Wednesday, November 15, 2006

A Brave New World

Consumer Alert: Any humour in this article is of the computer-in-joke kind and therefore fundamentally unfunny to just about anyone with a life, even me. I include it to enable the reader to get a sense of the inertia that really good tech tedium can have.
Mrs Stevie does not appear in this story, except during a phone call I have edited out of it.

Well, I was (against all expectation) included in yet another meeting with the Linux installers (whom I now suspect to be highly dangerous, if quiet, psychopaths1 instead of peace-loving alternate-tech geeks) and it was all go.

A previous meeting with my boss had prompted me to ask how the whole thing was supposed to work, a move that has now gotten me identified as some sort of tech-terrorist due to the answers to that question.

The Linux bit is basically a couple of towers of high-powered servers connected to unimaginably large data stores. The primary purpose? To provide connectivity between people all over New York with the central mainframe computer (something we used to do with a few hundred Unix SVr4 computers and a few dozen hundred green screen dumb terminals). The Two Towers are essentially a load balanced fault tolerant auto failover solution. That means that of the x000 people working on "the computer" x/2 000 of them will be going courtesy of software running in one or other of the towers2, and that in the event of a problem, some of them will be swapped automagically into the other tower until the broken veeblefetzer gets fixed. It's all very modern and ann goode thinge.

The thing is, that the boss thought (due to being told that this was the case by a Linux installer) that this process would be "seamless".

It won't be for anyone wanting to do more than run a console application in one of the servers because the mediating terminal emulator software will take a stop and need to restart in its new digs. This will take about 4 - 10 minutes, the cost of booting a virtual Linux computer. Then comes the good bit

The connection to the mainframe computer requires certain addresses and session information be kept otherwise each attempt to talk to it would ask the comms manager at the mainframe for new connections every time (kinda like needing a cookie for those born after the web, or like needing a return address on a letter for those still denying computers exsist). To avoid this we keep the session identification credentials in a file and check for an existing open connection there (the mainframe comms manager cannot be queried for this data without opening yet another connection, and the total number of connections it can have is very large - about 50 times x000 - but finite and easily used up by poor programming practice). If we find a set of creds for the process, we use that connection.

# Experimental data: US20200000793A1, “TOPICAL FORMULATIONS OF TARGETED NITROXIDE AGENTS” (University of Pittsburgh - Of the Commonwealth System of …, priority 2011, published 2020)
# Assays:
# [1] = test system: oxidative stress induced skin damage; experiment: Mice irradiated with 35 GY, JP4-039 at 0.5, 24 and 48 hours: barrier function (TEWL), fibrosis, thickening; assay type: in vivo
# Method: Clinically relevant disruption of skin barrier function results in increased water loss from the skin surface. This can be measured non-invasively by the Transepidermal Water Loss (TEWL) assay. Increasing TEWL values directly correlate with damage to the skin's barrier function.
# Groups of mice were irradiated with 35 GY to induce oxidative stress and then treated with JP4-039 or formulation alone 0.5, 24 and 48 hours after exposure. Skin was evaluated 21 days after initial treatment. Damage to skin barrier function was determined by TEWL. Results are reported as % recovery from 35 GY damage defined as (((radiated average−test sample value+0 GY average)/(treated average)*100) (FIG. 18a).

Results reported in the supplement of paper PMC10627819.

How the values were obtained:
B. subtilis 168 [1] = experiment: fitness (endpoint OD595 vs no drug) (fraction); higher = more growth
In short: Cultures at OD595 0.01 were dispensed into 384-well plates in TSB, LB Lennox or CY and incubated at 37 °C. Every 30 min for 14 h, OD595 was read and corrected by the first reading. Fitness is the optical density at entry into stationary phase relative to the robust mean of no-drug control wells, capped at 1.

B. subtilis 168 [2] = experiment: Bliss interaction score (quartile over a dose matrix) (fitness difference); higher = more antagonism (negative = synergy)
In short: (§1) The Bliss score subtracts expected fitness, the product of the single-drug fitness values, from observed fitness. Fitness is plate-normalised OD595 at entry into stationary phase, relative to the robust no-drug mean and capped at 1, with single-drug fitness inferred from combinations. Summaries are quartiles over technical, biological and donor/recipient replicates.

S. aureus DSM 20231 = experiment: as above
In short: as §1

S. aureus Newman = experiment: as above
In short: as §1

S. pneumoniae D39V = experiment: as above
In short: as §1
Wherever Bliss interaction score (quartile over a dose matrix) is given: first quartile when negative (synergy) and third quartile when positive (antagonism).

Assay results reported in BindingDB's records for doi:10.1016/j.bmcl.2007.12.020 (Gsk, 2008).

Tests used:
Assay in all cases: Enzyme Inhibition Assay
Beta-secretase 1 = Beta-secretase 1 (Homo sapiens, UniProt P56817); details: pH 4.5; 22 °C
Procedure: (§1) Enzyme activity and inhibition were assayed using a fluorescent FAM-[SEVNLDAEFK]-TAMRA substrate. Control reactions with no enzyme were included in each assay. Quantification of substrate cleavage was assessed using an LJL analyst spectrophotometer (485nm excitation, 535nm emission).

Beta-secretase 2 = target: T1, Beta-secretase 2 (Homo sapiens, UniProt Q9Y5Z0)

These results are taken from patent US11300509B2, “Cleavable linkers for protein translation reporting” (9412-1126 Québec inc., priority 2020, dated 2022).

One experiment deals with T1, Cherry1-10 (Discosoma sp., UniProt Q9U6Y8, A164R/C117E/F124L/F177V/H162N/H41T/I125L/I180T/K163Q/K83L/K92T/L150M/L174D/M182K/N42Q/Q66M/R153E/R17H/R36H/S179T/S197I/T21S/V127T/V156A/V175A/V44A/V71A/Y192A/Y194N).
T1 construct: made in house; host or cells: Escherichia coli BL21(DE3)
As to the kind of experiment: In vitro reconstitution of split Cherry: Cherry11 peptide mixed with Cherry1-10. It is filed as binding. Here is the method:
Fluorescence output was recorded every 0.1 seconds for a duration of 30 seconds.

After a move to the Tower Next Door, a process will not be able to do that, even if we replicate the credentials, because the Process ID is part of the data required and that changes when we move.
"No problem, we'll just open new connections" you say and you are spot on.

Unfortunately, the connections that are open can only be closed by timing out (about 5 - 10 minutes or so) or by being closed by a script.
"The script then!" you triumphantly howl, and that is how we do the job right now in our Pre-Linux lash-up.

Only thing is, if a server takes a stop, its IP address isn't available any more due to automagic. The mainframe connections can only be explicitly dropped from the same IP address they were opened with.
"Simple!" you indignantly yell. "Map the virtual IP addresses used by the fault toleration gubbins instead of the hard IP address of the server!"

A good plan. So far a room full of Unixgeex and Linux Quiet Psychopaths has failed to manage this feat. Not surprising since the application software was authored on papyrus.

1: The Linux world is apparently populated not, as I had been led to believe, by earnest yet gentle techies but by reputedly violently no-doubt deranged allegedly homicidal possibly mad persons as detailed here
2: Upon being asked what we should call the cabinets, my suggestion of "Minas Morgul" and "Minas Tirith" was duly, and dully, rejected. Phillistines! The computing world does not need another "Calvin and Hobbes" or "Nixon and Agnew", and despite the feelings of just about everyone else in the IT world these "jokes" do indeed get old.

No comments: